#define SIGNALER_EXPAND_TYPES(macro) macro(T1)
#include "SignalerSpecialization.h"
#undef SIGNALER_EXPAND_TYPES

#define SIGNALER_EXPAND_TYPES(macro) macro(T1), macro(T2)
#include "SignalerSpecialization.h"
#undef SIGNALER_EXPAND_TYPES

// Same for 3, 4 and 5 args

SignalerSpecialization.h:

#define SIGNALER_EXPAND_TYPE(T) T
#define SIGNALER_TYPE_LIST SIGNALER_EXPAND_TYPES(SIGNALER_EXPAND_TYPE)

#define SIGNALER_EXPAND_TEMPLATE_ARGUMENT(T) typename T
#define SIGNALER_TEMPLATE_ARGUMENT_LIST SIGNALER_EXPAND_TYPES(SIGNALER_EXPAND_TEMPLATE_ARGUMENT)

#define SIGNALER_EXPAND_PARAMETER(T) T arg##T
#define SIGNALER_PARAMETER_LIST SIGNALER_EXPAND_TYPES(SIGNALER_EXPAND_PARAMETER)

#define SIGNALER_EXPAND_ARGUMENT(T) arg##T
#define SIGNALER_ARGUMENT_LIST SIGNALER_EXPAND_TYPES(SIGNALER_EXPAND_ARGUMENT)

template<SIGNALER_TEMPLATE_ARGUMENT_LIST>
class Signaler<SIGNALER_TYPE_LIST>
{
private:
  typedef std::function<void (SIGNALER_TYPE_LIST)> Func;

public:
  void Call(SIGNALER_PARAMETER_LIST)
  {
    for(auto i = _handlers.begin(); i != _handlers.end(); i++)
      (*i)(SIGNALER_ARGUMENT_LIST);

    for(auto i = _postHandlers.begin(); i != _postHandlers.end(); i++)
      (*i)(SIGNALER_ARGUMENT_LIST);
  }

  void operator()(SIGNALER_PARAMETER_LIST)
  {
    Call(SIGNALER_ARGUMENT_LIST);
  }

  Signaler& operator*=(Func f)
  {
    _postHandlers.push_back(f);
    return *this;
  }

  Signaler& operator/=(Func f)
  {
    for(auto i = _postHandlers.begin(); i != _postHandlers.end(); i++)
    {
      if ((*i).template target<Func>() == f.template target<Func>())
      {
        _postHandlers.erase(i);
        break;
      }
    }

    return *this;
  }

  Signaler& operator+=(Func f)
  {
    _handlers.push_back(f);
    return *this;
  }

  Signaler& operator-=(Func f)
  {
    for(auto i = _handlers.begin(); i != _handlers.end(); i++)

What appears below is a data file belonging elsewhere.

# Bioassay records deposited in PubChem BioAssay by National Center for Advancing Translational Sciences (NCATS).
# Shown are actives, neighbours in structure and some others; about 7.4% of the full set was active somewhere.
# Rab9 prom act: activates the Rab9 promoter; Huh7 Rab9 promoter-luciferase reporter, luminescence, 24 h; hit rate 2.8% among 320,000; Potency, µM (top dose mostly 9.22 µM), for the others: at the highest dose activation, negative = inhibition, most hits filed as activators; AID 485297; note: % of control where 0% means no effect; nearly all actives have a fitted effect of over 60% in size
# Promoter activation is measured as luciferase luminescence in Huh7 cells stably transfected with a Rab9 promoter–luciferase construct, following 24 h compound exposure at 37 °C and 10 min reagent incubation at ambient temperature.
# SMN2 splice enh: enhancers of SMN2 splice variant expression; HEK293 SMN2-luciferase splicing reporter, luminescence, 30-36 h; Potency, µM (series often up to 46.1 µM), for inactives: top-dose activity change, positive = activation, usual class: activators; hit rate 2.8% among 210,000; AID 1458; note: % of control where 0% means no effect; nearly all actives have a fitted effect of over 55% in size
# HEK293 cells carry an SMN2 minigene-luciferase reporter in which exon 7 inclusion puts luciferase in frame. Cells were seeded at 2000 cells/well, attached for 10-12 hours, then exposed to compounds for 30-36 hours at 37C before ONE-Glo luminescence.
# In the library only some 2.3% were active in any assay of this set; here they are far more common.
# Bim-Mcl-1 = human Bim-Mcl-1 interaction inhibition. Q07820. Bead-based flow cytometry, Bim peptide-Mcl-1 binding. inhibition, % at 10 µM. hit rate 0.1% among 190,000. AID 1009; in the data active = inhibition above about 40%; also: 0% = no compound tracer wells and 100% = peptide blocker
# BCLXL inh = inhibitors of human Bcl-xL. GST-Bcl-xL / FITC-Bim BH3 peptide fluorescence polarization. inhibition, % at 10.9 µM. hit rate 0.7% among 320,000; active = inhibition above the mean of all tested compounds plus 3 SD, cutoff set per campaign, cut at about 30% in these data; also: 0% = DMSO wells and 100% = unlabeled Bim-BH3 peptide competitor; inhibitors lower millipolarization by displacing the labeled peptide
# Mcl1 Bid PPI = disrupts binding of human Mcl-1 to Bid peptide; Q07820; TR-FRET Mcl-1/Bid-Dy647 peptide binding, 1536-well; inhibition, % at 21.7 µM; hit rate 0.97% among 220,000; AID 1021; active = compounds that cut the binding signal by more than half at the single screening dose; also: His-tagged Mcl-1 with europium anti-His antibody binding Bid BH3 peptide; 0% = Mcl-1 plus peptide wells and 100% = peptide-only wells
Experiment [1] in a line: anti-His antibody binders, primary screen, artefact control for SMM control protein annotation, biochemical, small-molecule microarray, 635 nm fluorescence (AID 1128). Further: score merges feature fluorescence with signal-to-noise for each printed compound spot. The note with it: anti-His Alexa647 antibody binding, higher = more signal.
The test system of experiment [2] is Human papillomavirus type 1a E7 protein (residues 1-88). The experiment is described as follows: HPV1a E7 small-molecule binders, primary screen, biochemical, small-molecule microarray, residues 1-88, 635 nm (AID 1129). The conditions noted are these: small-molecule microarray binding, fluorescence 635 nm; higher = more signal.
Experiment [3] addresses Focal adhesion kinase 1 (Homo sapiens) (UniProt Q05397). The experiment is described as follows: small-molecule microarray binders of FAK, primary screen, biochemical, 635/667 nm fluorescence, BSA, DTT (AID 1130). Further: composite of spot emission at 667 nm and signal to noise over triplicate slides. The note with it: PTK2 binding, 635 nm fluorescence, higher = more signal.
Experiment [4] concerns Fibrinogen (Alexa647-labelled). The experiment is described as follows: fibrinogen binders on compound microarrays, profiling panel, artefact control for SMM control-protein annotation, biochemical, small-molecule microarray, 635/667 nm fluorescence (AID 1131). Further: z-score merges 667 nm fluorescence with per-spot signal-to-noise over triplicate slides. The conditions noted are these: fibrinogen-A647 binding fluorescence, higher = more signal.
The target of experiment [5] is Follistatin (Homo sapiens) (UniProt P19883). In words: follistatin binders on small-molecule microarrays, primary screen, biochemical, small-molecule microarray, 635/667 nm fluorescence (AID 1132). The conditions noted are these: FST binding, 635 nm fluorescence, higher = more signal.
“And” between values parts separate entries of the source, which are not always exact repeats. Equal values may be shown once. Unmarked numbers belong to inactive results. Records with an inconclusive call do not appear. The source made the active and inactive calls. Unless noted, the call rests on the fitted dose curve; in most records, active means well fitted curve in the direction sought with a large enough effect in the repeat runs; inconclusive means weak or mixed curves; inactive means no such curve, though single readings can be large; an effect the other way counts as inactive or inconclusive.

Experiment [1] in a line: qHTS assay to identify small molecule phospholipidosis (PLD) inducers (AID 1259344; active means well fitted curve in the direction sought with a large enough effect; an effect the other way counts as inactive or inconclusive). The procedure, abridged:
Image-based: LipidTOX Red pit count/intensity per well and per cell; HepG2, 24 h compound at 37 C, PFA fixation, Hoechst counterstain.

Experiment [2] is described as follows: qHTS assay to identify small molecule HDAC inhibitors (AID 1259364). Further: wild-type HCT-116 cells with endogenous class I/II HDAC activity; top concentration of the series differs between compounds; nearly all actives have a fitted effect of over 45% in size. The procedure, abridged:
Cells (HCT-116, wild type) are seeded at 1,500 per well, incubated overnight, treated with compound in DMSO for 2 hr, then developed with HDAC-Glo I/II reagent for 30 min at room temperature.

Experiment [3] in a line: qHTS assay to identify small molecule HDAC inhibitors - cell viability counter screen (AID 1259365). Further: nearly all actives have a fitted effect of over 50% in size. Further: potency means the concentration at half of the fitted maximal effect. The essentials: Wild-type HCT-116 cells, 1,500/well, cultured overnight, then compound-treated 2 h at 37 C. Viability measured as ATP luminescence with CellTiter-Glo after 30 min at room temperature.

{
      if ((*i).template target<void (SIGNALER_TYPE_LIST)>() == f.template target<void (SIGNALER_TYPE_LIST)>())
      {
        _handlers.erase(i);
        break;
      }
    }

    return *this;
  }

  bool IsRegistered(Func f)
  {
    for(auto i = _handlers.begin(); i != _handlers.end(); i++)
      if ((*i).template target<void (SIGNALER_TYPE_LIST)>() == f.template target<void (SIGNALER_TYPE_LIST)>() )
        true;

    return false;
  }

private:
  std::vector<Func> _handlers;     // First step handlers
  std::vector<Func> _postHandlers; // Second step handlers
};

#undef SIGNALER_EXPAND_TYPE
#undef SIGNALER_TYPE_LIST

#undef SIGNALER_EXPAND_TEMPLATE_ARGUMENT
#undef SIGNALER_TEMPLATE_ARGUMENT_LIST

#undef SIGNALER_EXPAND_PARAMETER
#undef SIGNALER_PARAMETER_LIST

#undef SIGNALER_EXPAND_ARGUMENT
#undef SIGNALER_ARGUMENT_LIST

PS: Your overloading of the *= and /= operators is of very poor taste.

share|improve this answer
    
Hi, I have try another definition (see the question please) but I got a LINK error ! Does someone has an idea to solve the problem ? Thx –  Spectral Dec 19 '13 at 13:47
    
BTW, Trillian, your example does not compile :'( –  Spectral Dec 19 '13 at 14:19
    
@Spectral Oops, it was missing the STL #includes, it should work now. As for your link error, it is about your ShadingSystem class, not the Signaler class. –  Trillian Dec 19 '13 at 16:13
    
thanks but here is the kind of error I get : "error C2248: 'Signaler<T1,T2>::Signaler' : cannot access private member declared in class 'Signaler<T1,T2>' DependencyProperty.cpp". The error occur in the DependencyProperty constructor. Here is the definition of the signal variable in the DependencyProperty class : "Signaler<DependencyObject*, PropertyChangedEventArgs*> Signal_PropertyChanged;". Thanks –  Spectral Dec 20 '13 at 11:37